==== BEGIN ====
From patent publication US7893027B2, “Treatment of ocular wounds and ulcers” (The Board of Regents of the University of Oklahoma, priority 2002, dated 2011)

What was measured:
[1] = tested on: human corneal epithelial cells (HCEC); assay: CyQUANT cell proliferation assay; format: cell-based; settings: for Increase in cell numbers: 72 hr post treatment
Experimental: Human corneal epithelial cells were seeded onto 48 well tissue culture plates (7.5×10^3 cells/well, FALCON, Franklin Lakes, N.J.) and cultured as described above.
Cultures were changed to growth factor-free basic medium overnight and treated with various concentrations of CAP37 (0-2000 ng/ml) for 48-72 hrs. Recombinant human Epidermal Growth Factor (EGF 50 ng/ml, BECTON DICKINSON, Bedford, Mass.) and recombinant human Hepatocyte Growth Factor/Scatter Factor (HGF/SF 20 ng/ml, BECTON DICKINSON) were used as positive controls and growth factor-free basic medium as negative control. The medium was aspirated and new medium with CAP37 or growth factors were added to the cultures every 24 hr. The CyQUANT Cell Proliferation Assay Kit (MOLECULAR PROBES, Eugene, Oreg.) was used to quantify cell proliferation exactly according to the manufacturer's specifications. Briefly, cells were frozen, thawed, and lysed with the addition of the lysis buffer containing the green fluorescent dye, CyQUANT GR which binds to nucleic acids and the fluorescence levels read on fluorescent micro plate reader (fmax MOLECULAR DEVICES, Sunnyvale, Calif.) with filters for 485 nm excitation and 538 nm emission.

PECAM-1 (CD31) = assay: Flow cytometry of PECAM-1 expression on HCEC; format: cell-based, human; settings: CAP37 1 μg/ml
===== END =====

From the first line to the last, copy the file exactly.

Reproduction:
From patent publication US7893027B2, “Treatment of ocular wounds and ulcers” (The Board of Regents of the University of Oklahoma, priority 2002, dated 2011)

What was measured:
[1] = tested on: human corneal epithelial cells (HCEC); assay: CyQUANT cell proliferation assay; format: cell-based; settings: for Increase in cell numbers: 72 hr post treatment
Experimental: Human corneal epithelial cells were seeded onto 48 well tissue culture plates (7.5×10^3 cells/well, FALCON, Franklin Lakes, N.J.) and cultured as described above.
Cultures were changed to growth factor-free basic medium overnight and treated with various concentrations of CAP37 (0-2000 ng/ml) for 48-72 hrs. Recombinant human Epidermal Growth Factor (EGF 50 ng/ml, BECTON DICKINSON, Bedford, Mass.) and recombinant human Hepatocyte Growth Factor/Scatter Factor (HGF/SF 20 ng/ml, BECTON DICKINSON) were used as positive controls and growth factor-free basic medium as negative control. The medium was aspirated and new medium with CAP37 or growth factors were added to the cultures every 24 hr. The CyQUANT Cell Proliferation Assay Kit (MOLECULAR PROBES, Eugene, Oreg.) was used to quantify cell proliferation exactly according to the manufacturer's specifications. Briefly, cells were frozen, thawed, and lysed with the addition of the lysis buffer containing the green fluorescent dye, CyQUANT GR which binds to nucleic acids and the fluorescence levels read on fluorescent micro plate reader (fmax MOLECULAR DEVICES, Sunnyvale, Calif.) with filters for 485 nm excitation and 538 nm emission.

PECAM-1 (CD31) = assay: Flow cytometry of PECAM-1 expression on HCEC; format: cell-based, human; settings: CAP37 1 μg/ml